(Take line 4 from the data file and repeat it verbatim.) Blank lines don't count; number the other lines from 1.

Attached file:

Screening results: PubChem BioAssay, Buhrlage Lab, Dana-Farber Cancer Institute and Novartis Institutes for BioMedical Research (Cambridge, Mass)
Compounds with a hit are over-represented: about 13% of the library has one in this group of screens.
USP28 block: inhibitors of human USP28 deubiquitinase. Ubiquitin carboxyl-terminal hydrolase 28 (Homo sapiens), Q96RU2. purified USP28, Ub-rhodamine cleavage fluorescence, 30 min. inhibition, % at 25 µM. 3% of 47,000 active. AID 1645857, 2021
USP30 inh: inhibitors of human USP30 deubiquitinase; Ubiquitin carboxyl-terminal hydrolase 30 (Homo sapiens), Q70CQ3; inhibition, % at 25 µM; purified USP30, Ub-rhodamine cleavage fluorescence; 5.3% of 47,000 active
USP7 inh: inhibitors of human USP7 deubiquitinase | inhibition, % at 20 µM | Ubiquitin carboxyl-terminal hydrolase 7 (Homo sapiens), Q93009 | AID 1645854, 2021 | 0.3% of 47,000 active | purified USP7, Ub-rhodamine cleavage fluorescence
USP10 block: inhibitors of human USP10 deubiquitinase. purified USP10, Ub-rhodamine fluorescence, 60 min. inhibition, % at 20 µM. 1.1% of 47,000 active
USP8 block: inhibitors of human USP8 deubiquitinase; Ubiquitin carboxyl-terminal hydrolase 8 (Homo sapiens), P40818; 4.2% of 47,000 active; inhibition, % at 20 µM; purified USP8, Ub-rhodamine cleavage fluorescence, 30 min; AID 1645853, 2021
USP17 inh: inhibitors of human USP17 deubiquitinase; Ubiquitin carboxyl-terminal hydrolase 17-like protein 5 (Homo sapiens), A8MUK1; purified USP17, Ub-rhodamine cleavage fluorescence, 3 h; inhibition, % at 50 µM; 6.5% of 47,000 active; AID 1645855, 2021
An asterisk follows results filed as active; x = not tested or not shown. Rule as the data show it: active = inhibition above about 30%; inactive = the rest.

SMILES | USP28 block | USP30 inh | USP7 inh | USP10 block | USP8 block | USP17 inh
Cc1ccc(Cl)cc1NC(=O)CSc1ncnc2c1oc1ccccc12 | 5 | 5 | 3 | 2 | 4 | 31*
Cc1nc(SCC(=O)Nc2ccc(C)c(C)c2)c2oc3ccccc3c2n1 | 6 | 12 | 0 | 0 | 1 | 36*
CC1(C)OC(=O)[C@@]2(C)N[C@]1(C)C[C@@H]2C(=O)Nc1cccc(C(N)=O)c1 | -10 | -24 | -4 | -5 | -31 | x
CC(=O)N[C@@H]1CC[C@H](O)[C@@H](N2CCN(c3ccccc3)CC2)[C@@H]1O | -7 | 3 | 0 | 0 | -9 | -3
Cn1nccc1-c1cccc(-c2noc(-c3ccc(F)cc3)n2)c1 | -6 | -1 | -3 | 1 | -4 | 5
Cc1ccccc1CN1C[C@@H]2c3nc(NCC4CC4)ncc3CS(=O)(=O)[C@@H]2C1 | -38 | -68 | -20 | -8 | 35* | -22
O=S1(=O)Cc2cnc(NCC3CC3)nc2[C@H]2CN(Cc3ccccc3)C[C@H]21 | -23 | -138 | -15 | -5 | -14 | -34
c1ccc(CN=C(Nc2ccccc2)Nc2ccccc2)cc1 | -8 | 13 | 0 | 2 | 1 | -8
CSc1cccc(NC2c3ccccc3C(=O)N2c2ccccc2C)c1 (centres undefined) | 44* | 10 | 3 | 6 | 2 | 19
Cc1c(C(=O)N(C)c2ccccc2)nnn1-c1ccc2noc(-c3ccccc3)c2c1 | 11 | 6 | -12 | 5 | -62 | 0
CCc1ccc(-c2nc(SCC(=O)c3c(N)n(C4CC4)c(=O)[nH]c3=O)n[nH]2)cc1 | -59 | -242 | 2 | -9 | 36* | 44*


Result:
USP30 inh: inhibitors of human USP30 deubiquitinase; Ubiquitin carboxyl-terminal hydrolase 30 (Homo sapiens), Q70CQ3; inhibition, % at 25 µM; purified USP30, Ub-rhodamine cleavage fluorescence; 5.3% of 47,000 active